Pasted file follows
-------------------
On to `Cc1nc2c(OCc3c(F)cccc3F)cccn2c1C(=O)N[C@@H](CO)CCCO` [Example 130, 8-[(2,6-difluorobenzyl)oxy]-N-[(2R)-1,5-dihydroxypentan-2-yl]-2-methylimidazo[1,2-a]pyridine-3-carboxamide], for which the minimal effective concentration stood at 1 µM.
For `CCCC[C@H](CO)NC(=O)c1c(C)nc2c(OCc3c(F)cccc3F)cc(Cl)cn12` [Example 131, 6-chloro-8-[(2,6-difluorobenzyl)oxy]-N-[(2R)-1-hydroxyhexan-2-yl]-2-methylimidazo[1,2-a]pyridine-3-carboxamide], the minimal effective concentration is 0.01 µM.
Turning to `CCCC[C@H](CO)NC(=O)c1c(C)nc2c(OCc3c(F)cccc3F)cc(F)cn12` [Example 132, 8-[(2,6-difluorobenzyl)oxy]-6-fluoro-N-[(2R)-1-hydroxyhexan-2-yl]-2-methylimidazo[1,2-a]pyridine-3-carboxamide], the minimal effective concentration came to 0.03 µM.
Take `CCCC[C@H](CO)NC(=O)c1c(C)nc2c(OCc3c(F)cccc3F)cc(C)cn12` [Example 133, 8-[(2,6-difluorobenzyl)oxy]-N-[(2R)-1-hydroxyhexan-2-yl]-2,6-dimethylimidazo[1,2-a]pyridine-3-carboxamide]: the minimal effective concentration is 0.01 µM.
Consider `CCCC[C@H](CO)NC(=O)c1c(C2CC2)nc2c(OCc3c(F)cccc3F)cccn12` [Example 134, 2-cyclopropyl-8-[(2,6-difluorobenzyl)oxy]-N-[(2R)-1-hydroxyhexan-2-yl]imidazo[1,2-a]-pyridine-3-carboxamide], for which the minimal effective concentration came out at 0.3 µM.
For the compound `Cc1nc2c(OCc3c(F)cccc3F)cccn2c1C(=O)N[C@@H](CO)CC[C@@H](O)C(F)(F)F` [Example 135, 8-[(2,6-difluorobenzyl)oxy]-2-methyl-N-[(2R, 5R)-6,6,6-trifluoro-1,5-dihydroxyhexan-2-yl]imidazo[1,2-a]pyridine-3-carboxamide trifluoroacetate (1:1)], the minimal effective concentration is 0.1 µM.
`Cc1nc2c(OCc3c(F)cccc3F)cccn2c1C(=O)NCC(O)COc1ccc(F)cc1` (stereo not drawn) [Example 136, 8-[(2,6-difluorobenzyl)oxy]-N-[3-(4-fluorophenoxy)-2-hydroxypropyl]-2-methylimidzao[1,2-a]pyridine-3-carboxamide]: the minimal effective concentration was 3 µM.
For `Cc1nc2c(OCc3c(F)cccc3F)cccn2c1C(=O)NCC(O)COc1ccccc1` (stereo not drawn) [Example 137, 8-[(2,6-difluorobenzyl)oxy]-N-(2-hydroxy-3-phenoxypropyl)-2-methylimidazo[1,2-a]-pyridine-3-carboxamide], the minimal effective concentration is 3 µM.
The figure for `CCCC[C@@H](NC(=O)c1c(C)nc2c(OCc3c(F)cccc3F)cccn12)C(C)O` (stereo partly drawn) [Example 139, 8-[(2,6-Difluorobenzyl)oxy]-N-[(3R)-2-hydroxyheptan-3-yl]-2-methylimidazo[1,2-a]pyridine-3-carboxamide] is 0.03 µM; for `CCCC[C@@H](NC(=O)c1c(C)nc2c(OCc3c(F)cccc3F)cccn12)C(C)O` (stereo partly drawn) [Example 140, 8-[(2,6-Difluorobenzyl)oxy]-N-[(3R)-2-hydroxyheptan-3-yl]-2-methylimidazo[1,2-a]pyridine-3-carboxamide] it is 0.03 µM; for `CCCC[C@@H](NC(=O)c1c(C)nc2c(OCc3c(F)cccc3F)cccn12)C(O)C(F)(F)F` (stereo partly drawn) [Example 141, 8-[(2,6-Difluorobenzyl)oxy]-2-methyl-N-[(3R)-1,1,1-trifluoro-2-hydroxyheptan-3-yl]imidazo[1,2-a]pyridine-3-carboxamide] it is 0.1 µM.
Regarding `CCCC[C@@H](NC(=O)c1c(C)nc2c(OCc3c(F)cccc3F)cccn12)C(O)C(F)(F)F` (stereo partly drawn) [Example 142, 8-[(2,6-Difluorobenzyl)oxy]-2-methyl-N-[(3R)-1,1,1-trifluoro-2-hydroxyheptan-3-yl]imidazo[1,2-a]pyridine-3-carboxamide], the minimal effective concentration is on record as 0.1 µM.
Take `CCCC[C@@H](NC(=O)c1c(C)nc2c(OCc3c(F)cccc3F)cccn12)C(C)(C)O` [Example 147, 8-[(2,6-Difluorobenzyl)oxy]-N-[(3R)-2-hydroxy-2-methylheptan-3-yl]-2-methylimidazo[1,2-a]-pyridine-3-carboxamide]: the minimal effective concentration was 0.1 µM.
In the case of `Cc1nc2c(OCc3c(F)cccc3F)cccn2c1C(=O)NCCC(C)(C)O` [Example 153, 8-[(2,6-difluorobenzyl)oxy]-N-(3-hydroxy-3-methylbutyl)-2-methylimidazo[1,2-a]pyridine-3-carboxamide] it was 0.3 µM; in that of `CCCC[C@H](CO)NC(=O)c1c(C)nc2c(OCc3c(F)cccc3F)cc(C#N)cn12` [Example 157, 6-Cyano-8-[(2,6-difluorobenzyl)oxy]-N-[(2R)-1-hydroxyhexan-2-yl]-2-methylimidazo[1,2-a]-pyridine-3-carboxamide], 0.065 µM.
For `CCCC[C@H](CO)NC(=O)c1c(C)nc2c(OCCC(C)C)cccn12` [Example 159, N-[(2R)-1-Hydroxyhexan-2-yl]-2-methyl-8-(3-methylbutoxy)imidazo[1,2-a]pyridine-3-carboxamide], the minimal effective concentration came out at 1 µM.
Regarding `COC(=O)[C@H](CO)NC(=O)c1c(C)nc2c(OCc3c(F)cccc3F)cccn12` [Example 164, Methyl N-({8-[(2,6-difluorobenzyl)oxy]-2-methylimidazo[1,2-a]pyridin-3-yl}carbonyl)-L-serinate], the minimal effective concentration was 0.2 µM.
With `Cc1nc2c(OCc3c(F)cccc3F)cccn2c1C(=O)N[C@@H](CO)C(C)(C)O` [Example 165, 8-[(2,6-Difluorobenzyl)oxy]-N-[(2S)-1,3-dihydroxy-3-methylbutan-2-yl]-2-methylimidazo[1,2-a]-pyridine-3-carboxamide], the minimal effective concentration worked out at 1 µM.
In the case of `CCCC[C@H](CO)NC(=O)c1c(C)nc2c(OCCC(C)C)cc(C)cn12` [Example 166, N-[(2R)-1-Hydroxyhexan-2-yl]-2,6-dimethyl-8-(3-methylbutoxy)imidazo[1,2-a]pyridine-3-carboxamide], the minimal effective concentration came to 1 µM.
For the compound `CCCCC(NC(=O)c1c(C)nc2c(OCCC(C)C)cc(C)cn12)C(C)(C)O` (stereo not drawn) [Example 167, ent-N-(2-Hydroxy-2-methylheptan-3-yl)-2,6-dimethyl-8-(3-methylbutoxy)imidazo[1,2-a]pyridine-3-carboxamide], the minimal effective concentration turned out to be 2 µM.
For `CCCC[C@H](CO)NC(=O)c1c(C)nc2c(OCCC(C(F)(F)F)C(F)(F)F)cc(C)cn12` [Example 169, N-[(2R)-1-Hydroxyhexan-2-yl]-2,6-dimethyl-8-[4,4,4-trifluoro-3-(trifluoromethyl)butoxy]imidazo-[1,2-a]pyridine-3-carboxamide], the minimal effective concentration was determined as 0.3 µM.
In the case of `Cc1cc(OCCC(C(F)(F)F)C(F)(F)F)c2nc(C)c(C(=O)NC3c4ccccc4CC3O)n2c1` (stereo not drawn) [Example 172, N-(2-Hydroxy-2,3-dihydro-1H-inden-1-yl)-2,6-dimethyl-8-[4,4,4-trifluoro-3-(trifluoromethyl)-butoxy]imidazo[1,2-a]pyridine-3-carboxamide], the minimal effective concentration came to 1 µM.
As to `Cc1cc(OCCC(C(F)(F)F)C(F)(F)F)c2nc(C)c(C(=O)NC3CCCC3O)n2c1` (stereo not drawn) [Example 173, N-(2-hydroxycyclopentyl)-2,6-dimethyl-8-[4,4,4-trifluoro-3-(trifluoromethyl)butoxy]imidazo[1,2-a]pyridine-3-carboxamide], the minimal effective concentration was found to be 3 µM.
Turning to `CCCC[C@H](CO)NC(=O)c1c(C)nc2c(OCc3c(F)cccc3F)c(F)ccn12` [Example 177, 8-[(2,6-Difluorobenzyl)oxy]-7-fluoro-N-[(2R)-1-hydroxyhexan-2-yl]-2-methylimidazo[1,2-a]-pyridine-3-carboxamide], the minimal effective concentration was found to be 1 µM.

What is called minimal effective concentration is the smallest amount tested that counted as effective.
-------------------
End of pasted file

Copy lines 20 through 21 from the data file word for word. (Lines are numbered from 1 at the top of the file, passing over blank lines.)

As to `Cc1cc(OCCC(C(F)(F)F)C(F)(F)F)c2nc(C)c(C(=O)NC3CCCC3O)n2c1` (stereo not drawn) [Example 173, N-(2-hydroxycyclopentyl)-2,6-dimethyl-8-[4,4,4-trifluoro-3-(trifluoromethyl)butoxy]imidazo[1,2-a]pyridine-3-carboxamide], the minimal effective concentration was found to be 3 µM.
Turning to `CCCC[C@H](CO)NC(=O)c1c(C)nc2c(OCc3c(F)cccc3F)c(F)ccn12` [Example 177, 8-[(2,6-Difluorobenzyl)oxy]-7-fluoro-N-[(2R)-1-hydroxyhexan-2-yl]-2-methylimidazo[1,2-a]-pyridine-3-carboxamide], the minimal effective concentration was found to be 1 µM.